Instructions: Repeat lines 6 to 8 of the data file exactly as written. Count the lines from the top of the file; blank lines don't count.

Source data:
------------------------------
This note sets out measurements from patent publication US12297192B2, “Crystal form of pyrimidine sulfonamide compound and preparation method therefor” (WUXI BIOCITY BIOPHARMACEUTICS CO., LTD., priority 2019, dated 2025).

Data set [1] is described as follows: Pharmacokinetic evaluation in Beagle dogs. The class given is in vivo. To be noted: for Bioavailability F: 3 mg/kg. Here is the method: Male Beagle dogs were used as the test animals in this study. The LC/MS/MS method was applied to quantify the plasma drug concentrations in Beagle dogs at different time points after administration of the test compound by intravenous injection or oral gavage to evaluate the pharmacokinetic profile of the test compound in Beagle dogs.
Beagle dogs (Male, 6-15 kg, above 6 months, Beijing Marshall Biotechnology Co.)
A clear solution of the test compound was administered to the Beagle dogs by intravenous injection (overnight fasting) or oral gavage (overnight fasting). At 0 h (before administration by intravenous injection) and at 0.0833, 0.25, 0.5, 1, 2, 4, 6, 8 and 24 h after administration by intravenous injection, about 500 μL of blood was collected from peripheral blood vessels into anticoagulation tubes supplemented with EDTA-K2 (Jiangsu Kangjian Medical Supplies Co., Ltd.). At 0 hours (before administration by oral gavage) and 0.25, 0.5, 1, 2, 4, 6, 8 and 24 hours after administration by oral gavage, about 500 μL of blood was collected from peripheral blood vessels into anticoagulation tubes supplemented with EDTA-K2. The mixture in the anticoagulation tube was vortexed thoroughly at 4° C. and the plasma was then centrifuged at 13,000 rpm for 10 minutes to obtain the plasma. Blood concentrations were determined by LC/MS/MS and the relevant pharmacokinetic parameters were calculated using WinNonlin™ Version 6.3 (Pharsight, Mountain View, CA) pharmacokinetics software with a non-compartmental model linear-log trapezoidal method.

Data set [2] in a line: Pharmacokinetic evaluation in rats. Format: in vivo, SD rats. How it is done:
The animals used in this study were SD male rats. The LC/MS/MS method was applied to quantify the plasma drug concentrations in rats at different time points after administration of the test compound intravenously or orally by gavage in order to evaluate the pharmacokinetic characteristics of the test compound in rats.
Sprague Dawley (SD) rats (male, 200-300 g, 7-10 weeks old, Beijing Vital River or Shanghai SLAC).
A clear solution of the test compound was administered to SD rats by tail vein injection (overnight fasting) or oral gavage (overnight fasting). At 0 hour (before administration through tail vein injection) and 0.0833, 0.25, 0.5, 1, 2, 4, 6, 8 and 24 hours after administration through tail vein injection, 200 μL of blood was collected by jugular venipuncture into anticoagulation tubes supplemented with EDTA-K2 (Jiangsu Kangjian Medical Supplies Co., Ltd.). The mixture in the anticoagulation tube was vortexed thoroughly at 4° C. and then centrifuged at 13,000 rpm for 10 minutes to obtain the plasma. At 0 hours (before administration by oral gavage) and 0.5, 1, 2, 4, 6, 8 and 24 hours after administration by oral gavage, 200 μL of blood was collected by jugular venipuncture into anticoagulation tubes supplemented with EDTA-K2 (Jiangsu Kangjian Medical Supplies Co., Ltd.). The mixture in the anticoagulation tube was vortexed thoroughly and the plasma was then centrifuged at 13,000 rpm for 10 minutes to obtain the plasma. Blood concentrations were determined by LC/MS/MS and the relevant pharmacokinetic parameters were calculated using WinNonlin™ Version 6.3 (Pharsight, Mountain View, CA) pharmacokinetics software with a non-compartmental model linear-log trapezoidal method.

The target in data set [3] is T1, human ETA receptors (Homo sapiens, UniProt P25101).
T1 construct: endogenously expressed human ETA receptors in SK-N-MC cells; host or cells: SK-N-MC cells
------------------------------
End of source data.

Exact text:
The animals used in this study were SD male rats. The LC/MS/MS method was applied to quantify the plasma drug concentrations in rats at different time points after administration of the test compound intravenously or orally by gavage in order to evaluate the pharmacokinetic characteristics of the test compound in rats.
Sprague Dawley (SD) rats (male, 200-300 g, 7-10 weeks old, Beijing Vital River or Shanghai SLAC).
A clear solution of the test compound was administered to SD rats by tail vein injection (overnight fasting) or oral gavage (overnight fasting). At 0 hour (before administration through tail vein injection) and 0.0833, 0.25, 0.5, 1, 2, 4, 6, 8 and 24 hours after administration through tail vein injection, 200 μL of blood was collected by jugular venipuncture into anticoagulation tubes supplemented with EDTA-K2 (Jiangsu Kangjian Medical Supplies Co., Ltd.). The mixture in the anticoagulation tube was vortexed thoroughly at 4° C. and then centrifuged at 13,000 rpm for 10 minutes to obtain the plasma. At 0 hours (before administration by oral gavage) and 0.5, 1, 2, 4, 6, 8 and 24 hours after administration by oral gavage, 200 μL of blood was collected by jugular venipuncture into anticoagulation tubes supplemented with EDTA-K2 (Jiangsu Kangjian Medical Supplies Co., Ltd.). The mixture in the anticoagulation tube was vortexed thoroughly and the plasma was then centrifuged at 13,000 rpm for 10 minutes to obtain the plasma. Blood concentrations were determined by LC/MS/MS and the relevant pharmacokinetic parameters were calculated using WinNonlin™ Version 6.3 (Pharsight, Mountain View, CA) pharmacokinetics software with a non-compartmental model linear-log trapezoidal method.